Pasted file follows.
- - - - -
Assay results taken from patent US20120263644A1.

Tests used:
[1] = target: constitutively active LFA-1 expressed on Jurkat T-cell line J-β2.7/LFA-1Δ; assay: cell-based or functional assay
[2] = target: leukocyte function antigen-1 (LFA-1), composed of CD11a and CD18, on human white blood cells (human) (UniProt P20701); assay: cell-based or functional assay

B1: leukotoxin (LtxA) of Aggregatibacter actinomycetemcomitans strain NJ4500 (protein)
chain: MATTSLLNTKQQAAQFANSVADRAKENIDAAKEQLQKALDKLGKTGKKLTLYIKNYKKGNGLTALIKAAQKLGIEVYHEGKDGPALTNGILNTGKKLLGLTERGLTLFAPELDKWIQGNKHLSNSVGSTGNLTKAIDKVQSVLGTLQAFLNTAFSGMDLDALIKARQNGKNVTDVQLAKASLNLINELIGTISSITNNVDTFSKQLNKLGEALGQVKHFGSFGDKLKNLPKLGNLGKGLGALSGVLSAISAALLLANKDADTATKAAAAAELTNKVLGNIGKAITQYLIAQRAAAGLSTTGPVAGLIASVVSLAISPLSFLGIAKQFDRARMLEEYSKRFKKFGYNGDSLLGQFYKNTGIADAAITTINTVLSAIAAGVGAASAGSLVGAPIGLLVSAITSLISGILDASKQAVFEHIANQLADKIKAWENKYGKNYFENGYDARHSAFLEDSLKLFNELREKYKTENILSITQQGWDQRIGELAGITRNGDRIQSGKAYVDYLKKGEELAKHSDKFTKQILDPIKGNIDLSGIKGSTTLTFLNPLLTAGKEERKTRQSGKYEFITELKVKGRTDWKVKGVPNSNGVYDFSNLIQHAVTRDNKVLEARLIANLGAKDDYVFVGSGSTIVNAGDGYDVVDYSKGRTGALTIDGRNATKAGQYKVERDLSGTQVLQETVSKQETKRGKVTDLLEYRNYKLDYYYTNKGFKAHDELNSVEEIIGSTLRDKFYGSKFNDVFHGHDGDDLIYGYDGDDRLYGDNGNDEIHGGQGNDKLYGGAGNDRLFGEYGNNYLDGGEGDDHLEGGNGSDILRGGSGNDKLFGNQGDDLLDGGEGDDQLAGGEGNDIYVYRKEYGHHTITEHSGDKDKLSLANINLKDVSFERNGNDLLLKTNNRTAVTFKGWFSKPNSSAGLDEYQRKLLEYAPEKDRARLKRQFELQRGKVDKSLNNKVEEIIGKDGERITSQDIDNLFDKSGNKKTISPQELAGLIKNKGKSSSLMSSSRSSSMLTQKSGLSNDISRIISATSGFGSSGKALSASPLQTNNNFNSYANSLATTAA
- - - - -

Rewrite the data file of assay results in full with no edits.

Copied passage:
Assay results taken from patent US20120263644A1.

Tests used:
[1] = target: constitutively active LFA-1 expressed on Jurkat T-cell line J-β2.7/LFA-1Δ; assay: cell-based or functional assay
[2] = target: leukocyte function antigen-1 (LFA-1), composed of CD11a and CD18, on human white blood cells (human) (UniProt P20701); assay: cell-based or functional assay

B1: leukotoxin (LtxA) of Aggregatibacter actinomycetemcomitans strain NJ4500 (protein)
chain: MATTSLLNTKQQAAQFANSVADRAKENIDAAKEQLQKALDKLGKTGKKLTLYIKNYKKGNGLTALIKAAQKLGIEVYHEGKDGPALTNGILNTGKKLLGLTERGLTLFAPELDKWIQGNKHLSNSVGSTGNLTKAIDKVQSVLGTLQAFLNTAFSGMDLDALIKARQNGKNVTDVQLAKASLNLINELIGTISSITNNVDTFSKQLNKLGEALGQVKHFGSFGDKLKNLPKLGNLGKGLGALSGVLSAISAALLLANKDADTATKAAAAAELTNKVLGNIGKAITQYLIAQRAAAGLSTTGPVAGLIASVVSLAISPLSFLGIAKQFDRARMLEEYSKRFKKFGYNGDSLLGQFYKNTGIADAAITTINTVLSAIAAGVGAASAGSLVGAPIGLLVSAITSLISGILDASKQAVFEHIANQLADKIKAWENKYGKNYFENGYDARHSAFLEDSLKLFNELREKYKTENILSITQQGWDQRIGELAGITRNGDRIQSGKAYVDYLKKGEELAKHSDKFTKQILDPIKGNIDLSGIKGSTTLTFLNPLLTAGKEERKTRQSGKYEFITELKVKGRTDWKVKGVPNSNGVYDFSNLIQHAVTRDNKVLEARLIANLGAKDDYVFVGSGSTIVNAGDGYDVVDYSKGRTGALTIDGRNATKAGQYKVERDLSGTQVLQETVSKQETKRGKVTDLLEYRNYKLDYYYTNKGFKAHDELNSVEEIIGSTLRDKFYGSKFNDVFHGHDGDDLIYGYDGDDRLYGDNGNDEIHGGQGNDKLYGGAGNDRLFGEYGNNYLDGGEGDDHLEGGNGSDILRGGSGNDKLFGNQGDDLLDGGEGDDQLAGGEGNDIYVYRKEYGHHTITEHSGDKDKLSLANINLKDVSFERNGNDLLLKTNNRTAVTFKGWFSKPNSSAGLDEYQRKLLEYAPEKDRARLKRQFELQRGKVDKSLNNKVEEIIGKDGERITSQDIDNLFDKSGNKKTISPQELAGLIKNKGKSSSLMSSSRSSSMLTQKSGLSNDISRIISATSGFGSSGKALSASPLQTNNNFNSYANSLATTAA